So I hear the Easter Bunny is coming! Apparently this is a bunny I'm
not supposed to chase and he will, in return, leave me a basket of goodies. Sounds like a decent trade to me..
With this in mind, I wanted to share with you what us furry folks would prefer you leave out of our
Easter baskets this year.... well, and every year.
First on the list would be chocolate!
While this is more of a problem for us canine kids as opposed to the feline variety (we'll get into their problems in a moment),
it's smart not only to keep chocolate out of our Easter baskets but if you have kids (the ones not covered completely in fur),
you may want to ensure their Easter baskets stay safely out of your canine's reach. We ARE curious beings by nature and we
may just decide to bite the chocolate ears off that adorable bunny if you give us the chance.
So why is chocolate a no-no? Chocolate contains Theobromine and caffeine - yes believe it or not, caffeine isn't good
for us either (my mom doesn't know how we are able to survive without it but we are, after all, amazing and phenomenal creatures).
The type of chocolate we could get our hands on coupled with the amount we may be able to scarf down
before you catch us, can greatly determine how sick we become. Dark chocolate contains the highest concentrations while white
chocolate contains the least.
So why is chocolate bad for us but wonderful for
humans? It has to do with that dreaded Theobromine. Humans are able to break down and get rid of Theobromine in the
body relatively quickly but in dogs, it stays around FOREVER... ok not forever.. more like 17.5 hours... bottom line,
it sticks around in our bodies way too long.
So if you notice your furry child trembling,
vomiting or having diarrhea, check your Easter baskets for looting and call the vet.
onto feline fancies and Easter. Cats love Easter Grass! Ok, ok, so dogs love Easter Grass as well but cats
REALLY love it and it can be deadly. Ingested Easter Grass can create a linear foreign object which can cause a life-threatening
Easter Grass can pose a huge risk to your kitties so do yourself and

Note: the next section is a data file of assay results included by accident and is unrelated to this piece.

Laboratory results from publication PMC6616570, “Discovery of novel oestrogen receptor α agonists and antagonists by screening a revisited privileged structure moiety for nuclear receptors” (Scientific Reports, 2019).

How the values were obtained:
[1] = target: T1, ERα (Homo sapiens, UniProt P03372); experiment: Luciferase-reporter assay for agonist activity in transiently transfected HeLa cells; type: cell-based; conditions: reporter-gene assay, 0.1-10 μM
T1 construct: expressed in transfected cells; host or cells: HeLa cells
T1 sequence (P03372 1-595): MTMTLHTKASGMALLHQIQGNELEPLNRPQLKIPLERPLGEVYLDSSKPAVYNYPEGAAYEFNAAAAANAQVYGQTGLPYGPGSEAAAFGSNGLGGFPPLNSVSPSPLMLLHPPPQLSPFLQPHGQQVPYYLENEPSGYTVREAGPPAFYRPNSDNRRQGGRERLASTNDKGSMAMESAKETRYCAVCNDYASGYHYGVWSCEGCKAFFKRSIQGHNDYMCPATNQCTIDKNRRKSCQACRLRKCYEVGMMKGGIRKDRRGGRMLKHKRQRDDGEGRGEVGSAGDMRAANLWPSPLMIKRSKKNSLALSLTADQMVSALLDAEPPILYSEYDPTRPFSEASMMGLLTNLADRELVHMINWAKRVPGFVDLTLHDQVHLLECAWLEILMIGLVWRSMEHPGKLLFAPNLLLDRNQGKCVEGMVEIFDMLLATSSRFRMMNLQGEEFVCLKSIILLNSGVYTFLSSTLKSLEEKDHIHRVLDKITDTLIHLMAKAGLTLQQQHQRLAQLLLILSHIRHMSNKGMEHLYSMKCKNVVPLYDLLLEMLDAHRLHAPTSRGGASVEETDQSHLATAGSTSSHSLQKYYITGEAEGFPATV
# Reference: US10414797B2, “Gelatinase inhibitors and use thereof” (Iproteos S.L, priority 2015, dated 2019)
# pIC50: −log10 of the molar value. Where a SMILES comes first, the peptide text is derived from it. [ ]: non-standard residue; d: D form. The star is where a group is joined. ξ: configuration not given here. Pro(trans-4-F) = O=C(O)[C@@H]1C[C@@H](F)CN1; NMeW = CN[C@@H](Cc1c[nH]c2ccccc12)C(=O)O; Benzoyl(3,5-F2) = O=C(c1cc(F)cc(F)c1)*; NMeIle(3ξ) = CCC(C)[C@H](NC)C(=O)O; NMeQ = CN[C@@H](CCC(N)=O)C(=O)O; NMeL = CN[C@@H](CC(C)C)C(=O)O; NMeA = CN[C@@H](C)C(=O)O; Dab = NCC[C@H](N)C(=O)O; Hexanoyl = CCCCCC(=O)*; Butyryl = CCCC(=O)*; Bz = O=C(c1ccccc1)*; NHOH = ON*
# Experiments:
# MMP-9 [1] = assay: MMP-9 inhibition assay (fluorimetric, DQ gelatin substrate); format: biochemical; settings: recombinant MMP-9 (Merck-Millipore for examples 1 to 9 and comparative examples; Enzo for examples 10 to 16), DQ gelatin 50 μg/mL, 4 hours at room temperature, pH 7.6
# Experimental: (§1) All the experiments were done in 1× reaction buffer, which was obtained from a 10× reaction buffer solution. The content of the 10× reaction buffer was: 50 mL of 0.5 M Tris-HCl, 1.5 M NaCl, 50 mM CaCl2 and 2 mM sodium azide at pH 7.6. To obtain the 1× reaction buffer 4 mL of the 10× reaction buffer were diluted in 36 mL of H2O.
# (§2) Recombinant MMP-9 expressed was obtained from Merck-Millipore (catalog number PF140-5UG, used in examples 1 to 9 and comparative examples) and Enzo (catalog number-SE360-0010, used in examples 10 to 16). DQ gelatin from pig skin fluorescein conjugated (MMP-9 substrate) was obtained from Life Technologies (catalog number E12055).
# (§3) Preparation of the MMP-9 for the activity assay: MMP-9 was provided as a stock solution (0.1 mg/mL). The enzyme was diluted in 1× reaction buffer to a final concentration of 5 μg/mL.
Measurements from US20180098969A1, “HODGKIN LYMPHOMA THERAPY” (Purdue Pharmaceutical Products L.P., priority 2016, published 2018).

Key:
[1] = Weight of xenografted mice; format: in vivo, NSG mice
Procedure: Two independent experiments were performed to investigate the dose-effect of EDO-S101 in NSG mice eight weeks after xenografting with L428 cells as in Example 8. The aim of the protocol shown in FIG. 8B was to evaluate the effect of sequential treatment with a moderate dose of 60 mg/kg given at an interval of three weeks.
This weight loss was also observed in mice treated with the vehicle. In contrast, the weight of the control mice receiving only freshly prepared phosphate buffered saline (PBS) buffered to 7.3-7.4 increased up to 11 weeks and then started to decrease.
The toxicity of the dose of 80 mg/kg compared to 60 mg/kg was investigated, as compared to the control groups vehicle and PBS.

your cat a favor and opt for shredded paper in the bottom of their basket (or your kids). If you have Easter Grass in your
home and notice your pet with Easter Grass showing from the mouth or "the other end", if your pet is vomiting, straining
or has a painful abdomen, get them to the vet immediately. DO NOT attempt to pull the grass out as this can cause more damage
if the piece is long and trapped inside the body. Leave this one to the professionals and get your furry child to the vet.
Lastly, keep those Easter Lilies where they belong - OUTSIDE! While lilies are beautiful,
they are poisonous, especially for cats. Their toxin can be deadly so please don't take this warning lightly. Cats can suffer
from kidney failure after ingesting even a small amount of the flower or plant. It can also effect the nervous system and
Please be aware that even the pollen is toxic! Have you ever seen
the small amounts of pollen that fall onto your countertops when you have these flowers in your home? Yep! Even that stuff
is bad for us.
If you suspect that your cat has ingested part of a lily plant
including the pollen, consult your vet immediately. Remember kitties can get the pollen on their paws when it falls on your
countertops which can then be ingested during grooming. Mortality rates with lily toxicity when left untreated or treated
later than 18 hours after exposure is as high as 100% so keep those bad boys away from us.
As for what we CAN have ~ clearly we love treats, bones, toys and the like.. but all we really need is your love and
affection. Happy Easter!